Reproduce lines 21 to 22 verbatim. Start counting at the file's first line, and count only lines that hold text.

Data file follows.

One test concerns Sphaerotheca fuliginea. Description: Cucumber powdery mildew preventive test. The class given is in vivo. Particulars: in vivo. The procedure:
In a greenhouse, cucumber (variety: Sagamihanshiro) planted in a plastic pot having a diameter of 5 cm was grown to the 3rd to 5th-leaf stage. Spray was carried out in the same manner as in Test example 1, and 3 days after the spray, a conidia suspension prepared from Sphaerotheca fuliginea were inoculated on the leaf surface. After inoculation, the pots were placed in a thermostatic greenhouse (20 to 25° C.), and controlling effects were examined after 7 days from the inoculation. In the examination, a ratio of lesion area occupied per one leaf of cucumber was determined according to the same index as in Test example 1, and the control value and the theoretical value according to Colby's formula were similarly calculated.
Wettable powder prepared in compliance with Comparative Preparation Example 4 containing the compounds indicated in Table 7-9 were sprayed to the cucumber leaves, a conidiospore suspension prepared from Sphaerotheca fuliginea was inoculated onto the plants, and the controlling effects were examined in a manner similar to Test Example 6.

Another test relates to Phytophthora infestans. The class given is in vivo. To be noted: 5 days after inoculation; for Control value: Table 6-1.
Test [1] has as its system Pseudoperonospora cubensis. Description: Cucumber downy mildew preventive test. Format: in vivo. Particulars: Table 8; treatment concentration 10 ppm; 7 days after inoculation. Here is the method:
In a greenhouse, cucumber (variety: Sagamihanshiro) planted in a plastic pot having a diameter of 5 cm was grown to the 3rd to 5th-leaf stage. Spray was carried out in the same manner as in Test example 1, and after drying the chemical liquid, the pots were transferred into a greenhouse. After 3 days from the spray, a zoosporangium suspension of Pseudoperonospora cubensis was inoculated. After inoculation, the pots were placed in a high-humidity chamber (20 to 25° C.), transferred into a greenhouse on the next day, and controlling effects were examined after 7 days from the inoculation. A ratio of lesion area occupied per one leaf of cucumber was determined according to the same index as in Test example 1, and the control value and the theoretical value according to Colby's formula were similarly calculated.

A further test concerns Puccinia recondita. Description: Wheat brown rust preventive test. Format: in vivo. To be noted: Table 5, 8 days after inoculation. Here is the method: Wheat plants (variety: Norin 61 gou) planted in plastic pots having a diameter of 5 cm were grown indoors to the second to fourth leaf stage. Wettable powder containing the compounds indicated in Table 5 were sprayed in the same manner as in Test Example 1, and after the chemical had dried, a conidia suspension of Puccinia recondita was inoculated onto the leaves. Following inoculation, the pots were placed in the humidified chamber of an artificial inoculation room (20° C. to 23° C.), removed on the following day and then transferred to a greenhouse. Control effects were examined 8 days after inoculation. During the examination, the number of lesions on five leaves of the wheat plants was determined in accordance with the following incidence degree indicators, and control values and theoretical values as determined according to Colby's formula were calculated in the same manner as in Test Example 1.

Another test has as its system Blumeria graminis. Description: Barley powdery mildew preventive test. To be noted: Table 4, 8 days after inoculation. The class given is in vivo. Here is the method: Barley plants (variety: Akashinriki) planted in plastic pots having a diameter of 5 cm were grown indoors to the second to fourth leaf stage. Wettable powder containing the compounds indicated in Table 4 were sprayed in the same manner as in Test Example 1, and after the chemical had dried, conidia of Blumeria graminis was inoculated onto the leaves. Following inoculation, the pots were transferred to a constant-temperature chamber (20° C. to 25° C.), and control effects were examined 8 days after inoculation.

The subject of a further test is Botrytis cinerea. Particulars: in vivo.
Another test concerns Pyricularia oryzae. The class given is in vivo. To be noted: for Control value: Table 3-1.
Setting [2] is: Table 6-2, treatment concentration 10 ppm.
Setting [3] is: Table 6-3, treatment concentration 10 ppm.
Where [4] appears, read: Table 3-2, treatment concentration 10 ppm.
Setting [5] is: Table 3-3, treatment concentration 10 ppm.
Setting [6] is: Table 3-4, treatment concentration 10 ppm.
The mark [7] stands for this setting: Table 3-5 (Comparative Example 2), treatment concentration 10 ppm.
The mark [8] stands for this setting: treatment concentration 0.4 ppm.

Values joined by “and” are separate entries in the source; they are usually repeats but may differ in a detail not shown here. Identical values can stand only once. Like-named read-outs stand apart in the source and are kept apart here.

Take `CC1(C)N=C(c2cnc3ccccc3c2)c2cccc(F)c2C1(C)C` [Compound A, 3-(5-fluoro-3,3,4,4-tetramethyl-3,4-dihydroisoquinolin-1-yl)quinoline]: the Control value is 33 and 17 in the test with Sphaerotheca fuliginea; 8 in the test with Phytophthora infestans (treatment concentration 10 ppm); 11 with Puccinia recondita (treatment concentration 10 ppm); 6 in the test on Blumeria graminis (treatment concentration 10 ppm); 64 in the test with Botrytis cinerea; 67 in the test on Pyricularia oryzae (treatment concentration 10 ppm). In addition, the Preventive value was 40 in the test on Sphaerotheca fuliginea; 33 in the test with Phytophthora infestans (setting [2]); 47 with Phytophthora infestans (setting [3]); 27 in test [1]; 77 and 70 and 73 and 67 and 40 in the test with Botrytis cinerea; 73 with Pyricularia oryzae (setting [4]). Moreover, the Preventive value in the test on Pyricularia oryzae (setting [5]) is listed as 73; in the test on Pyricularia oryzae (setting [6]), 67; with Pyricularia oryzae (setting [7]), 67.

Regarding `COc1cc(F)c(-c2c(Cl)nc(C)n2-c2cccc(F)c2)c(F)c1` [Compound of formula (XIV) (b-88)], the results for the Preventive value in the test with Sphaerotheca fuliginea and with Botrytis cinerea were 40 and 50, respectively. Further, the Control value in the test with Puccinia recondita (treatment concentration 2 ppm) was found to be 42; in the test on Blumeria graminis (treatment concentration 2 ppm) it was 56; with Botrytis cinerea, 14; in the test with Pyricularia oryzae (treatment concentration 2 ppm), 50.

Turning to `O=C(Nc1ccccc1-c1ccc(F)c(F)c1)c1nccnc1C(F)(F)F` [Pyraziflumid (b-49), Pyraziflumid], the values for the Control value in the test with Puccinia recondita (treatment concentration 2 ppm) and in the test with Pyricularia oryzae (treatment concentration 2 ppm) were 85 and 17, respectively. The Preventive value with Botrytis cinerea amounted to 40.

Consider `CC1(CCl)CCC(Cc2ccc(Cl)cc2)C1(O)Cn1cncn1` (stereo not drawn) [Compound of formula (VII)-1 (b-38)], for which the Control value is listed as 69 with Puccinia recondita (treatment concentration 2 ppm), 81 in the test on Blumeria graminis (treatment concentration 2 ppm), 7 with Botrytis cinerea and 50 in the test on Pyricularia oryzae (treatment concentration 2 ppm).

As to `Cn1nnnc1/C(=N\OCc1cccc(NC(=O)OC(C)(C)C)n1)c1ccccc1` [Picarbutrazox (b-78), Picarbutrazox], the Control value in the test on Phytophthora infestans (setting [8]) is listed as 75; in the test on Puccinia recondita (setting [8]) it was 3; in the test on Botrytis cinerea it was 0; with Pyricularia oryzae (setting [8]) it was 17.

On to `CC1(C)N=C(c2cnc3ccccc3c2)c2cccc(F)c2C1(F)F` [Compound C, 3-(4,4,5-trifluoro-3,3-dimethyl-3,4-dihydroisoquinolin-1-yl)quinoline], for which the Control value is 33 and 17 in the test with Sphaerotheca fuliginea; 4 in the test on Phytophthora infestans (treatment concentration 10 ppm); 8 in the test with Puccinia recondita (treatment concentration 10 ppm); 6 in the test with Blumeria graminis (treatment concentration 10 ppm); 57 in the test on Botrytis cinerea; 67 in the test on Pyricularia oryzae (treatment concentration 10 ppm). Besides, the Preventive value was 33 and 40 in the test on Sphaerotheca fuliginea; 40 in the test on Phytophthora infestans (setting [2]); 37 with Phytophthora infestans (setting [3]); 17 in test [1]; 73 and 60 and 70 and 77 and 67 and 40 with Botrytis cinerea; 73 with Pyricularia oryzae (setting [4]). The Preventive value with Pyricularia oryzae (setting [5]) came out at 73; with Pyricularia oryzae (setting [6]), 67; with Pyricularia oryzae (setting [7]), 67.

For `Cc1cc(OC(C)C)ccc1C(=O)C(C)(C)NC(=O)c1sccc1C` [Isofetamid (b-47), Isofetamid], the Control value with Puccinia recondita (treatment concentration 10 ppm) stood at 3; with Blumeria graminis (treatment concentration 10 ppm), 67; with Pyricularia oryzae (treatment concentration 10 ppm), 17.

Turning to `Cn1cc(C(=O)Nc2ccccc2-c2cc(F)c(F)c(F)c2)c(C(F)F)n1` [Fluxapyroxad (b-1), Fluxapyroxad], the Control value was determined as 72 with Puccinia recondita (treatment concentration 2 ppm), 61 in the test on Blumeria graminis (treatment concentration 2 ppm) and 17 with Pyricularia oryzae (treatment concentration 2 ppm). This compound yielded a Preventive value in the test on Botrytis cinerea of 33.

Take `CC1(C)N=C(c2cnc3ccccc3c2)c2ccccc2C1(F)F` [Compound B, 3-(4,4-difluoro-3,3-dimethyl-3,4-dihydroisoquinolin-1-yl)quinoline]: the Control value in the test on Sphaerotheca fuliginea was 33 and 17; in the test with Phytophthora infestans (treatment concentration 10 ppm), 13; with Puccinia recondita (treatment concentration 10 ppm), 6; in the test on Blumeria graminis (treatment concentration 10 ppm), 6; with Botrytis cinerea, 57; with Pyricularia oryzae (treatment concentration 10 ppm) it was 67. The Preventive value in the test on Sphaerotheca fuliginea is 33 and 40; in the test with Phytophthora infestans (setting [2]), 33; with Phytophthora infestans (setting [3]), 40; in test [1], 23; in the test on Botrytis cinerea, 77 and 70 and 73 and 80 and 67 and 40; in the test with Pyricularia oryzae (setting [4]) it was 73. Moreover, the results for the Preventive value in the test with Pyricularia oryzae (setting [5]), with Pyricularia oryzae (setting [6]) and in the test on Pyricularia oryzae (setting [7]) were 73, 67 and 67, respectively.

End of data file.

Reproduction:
Turning to `O=C(Nc1ccccc1-c1ccc(F)c(F)c1)c1nccnc1C(F)(F)F` [Pyraziflumid (b-49), Pyraziflumid], the values for the Control value in the test with Puccinia recondita (treatment concentration 2 ppm) and in the test with Pyricularia oryzae (treatment concentration 2 ppm) were 85 and 17, respectively. The Preventive value with Botrytis cinerea amounted to 40.

Consider `CC1(CCl)CCC(Cc2ccc(Cl)cc2)C1(O)Cn1cncn1` (stereo not drawn) [Compound of formula (VII)-1 (b-38)], for which the Control value is listed as 69 with Puccinia recondita (treatment concentration 2 ppm), 81 in the test on Blumeria graminis (treatment concentration 2 ppm), 7 with Botrytis cinerea and 50 in the test on Pyricularia oryzae (treatment concentration 2 ppm).